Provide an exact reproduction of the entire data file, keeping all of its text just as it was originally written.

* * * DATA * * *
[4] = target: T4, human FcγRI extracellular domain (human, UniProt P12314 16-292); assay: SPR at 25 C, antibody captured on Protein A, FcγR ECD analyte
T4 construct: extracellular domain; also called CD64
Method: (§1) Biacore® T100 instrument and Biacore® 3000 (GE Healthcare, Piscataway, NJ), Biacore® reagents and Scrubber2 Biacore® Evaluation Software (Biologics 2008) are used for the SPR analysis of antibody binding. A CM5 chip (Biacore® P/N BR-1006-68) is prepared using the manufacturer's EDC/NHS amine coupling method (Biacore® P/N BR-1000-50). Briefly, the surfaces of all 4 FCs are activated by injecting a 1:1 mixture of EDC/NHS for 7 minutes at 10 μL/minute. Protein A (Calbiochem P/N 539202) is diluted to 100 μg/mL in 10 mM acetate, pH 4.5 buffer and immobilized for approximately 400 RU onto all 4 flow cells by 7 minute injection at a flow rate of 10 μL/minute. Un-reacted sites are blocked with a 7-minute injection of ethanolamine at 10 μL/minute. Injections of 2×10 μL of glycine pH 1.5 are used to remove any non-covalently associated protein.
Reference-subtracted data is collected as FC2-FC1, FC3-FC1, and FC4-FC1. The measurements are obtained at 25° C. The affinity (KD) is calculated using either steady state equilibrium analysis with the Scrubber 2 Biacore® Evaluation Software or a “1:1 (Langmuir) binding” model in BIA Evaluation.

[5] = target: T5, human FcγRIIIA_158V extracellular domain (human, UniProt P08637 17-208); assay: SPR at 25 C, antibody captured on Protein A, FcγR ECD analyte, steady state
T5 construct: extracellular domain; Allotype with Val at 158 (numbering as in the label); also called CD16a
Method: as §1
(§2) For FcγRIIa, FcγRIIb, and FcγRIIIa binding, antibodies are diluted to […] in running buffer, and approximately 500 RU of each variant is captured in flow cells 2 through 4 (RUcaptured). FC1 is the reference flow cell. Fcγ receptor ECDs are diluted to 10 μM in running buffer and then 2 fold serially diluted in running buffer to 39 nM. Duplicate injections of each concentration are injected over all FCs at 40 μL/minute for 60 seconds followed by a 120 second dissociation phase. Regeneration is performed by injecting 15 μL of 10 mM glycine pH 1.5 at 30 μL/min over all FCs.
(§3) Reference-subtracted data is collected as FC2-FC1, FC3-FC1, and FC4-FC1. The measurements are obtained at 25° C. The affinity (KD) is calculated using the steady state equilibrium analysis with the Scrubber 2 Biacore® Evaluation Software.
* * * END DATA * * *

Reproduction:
[4] = target: T4, human FcγRI extracellular domain (human, UniProt P12314 16-292); assay: SPR at 25 C, antibody captured on Protein A, FcγR ECD analyte
T4 construct: extracellular domain; also called CD64
Method: (§1) Biacore® T100 instrument and Biacore® 3000 (GE Healthcare, Piscataway, NJ), Biacore® reagents and Scrubber2 Biacore® Evaluation Software (Biologics 2008) are used for the SPR analysis of antibody binding. A CM5 chip (Biacore® P/N BR-1006-68) is prepared using the manufacturer's EDC/NHS amine coupling method (Biacore® P/N BR-1000-50). Briefly, the surfaces of all 4 FCs are activated by injecting a 1:1 mixture of EDC/NHS for 7 minutes at 10 μL/minute. Protein A (Calbiochem P/N 539202) is diluted to 100 μg/mL in 10 mM acetate, pH 4.5 buffer and immobilized for approximately 400 RU onto all 4 flow cells by 7 minute injection at a flow rate of 10 μL/minute. Un-reacted sites are blocked with a 7-minute injection of ethanolamine at 10 μL/minute. Injections of 2×10 μL of glycine pH 1.5 are used to remove any non-covalently associated protein.
Reference-subtracted data is collected as FC2-FC1, FC3-FC1, and FC4-FC1. The measurements are obtained at 25° C. The affinity (KD) is calculated using either steady state equilibrium analysis with the Scrubber 2 Biacore® Evaluation Software or a “1:1 (Langmuir) binding” model in BIA Evaluation.

[5] = target: T5, human FcγRIIIA_158V extracellular domain (human, UniProt P08637 17-208); assay: SPR at 25 C, antibody captured on Protein A, FcγR ECD analyte, steady state
T5 construct: extracellular domain; Allotype with Val at 158 (numbering as in the label); also called CD16a
Method: as §1
(§2) For FcγRIIa, FcγRIIb, and FcγRIIIa binding, antibodies are diluted to […] in running buffer, and approximately 500 RU of each variant is captured in flow cells 2 through 4 (RUcaptured). FC1 is the reference flow cell. Fcγ receptor ECDs are diluted to 10 μM in running buffer and then 2 fold serially diluted in running buffer to 39 nM. Duplicate injections of each concentration are injected over all FCs at 40 μL/minute for 60 seconds followed by a 120 second dissociation phase. Regeneration is performed by injecting 15 μL of 10 mM glycine pH 1.5 at 30 μL/min over all FCs.
(§3) Reference-subtracted data is collected as FC2-FC1, FC3-FC1, and FC4-FC1. The measurements are obtained at 25° C. The affinity (KD) is calculated using the steady state equilibrium analysis with the Scrubber 2 Biacore® Evaluation Software.